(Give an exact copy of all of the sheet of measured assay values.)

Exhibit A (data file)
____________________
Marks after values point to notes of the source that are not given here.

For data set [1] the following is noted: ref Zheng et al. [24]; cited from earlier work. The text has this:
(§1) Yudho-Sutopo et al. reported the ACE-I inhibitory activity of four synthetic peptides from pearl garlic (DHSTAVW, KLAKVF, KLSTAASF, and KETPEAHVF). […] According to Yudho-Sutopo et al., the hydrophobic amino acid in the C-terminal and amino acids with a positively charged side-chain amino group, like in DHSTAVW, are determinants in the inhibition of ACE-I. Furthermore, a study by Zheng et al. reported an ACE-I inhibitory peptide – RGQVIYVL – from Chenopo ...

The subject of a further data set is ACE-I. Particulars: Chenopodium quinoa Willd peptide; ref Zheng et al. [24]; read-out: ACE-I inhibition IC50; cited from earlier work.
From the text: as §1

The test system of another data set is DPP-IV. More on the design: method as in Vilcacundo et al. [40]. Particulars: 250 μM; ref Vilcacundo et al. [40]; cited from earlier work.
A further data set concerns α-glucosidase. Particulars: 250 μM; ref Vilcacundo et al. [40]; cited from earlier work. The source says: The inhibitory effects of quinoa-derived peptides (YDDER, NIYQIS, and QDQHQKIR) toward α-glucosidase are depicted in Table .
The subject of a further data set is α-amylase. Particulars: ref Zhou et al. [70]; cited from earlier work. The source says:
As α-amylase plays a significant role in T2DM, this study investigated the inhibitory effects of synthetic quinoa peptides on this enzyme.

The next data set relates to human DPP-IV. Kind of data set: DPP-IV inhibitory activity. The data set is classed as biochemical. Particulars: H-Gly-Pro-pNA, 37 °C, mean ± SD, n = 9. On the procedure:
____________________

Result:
Marks after values point to notes of the source that are not given here.

For data set [1] the following is noted: ref Zheng et al. [24]; cited from earlier work. The text has this:
(§1) Yudho-Sutopo et al. reported the ACE-I inhibitory activity of four synthetic peptides from pearl garlic (DHSTAVW, KLAKVF, KLSTAASF, and KETPEAHVF). […] According to Yudho-Sutopo et al., the hydrophobic amino acid in the C-terminal and amino acids with a positively charged side-chain amino group, like in DHSTAVW, are determinants in the inhibition of ACE-I. Furthermore, a study by Zheng et al. reported an ACE-I inhibitory peptide – RGQVIYVL – from Chenopo ...

The subject of a further data set is ACE-I. Particulars: Chenopodium quinoa Willd peptide; ref Zheng et al. [24]; read-out: ACE-I inhibition IC50; cited from earlier work.
From the text: as §1

The test system of another data set is DPP-IV. More on the design: method as in Vilcacundo et al. [40]. Particulars: 250 μM; ref Vilcacundo et al. [40]; cited from earlier work.
A further data set concerns α-glucosidase. Particulars: 250 μM; ref Vilcacundo et al. [40]; cited from earlier work. The source says: The inhibitory effects of quinoa-derived peptides (YDDER, NIYQIS, and QDQHQKIR) toward α-glucosidase are depicted in Table .
The subject of a further data set is α-amylase. Particulars: ref Zhou et al. [70]; cited from earlier work. The source says:
As α-amylase plays a significant role in T2DM, this study investigated the inhibitory effects of synthetic quinoa peptides on this enzyme.

The next data set relates to human DPP-IV. Kind of data set: DPP-IV inhibitory activity. The data set is classed as biochemical. Particulars: H-Gly-Pro-pNA, 37 °C, mean ± SD, n = 9. On the procedure: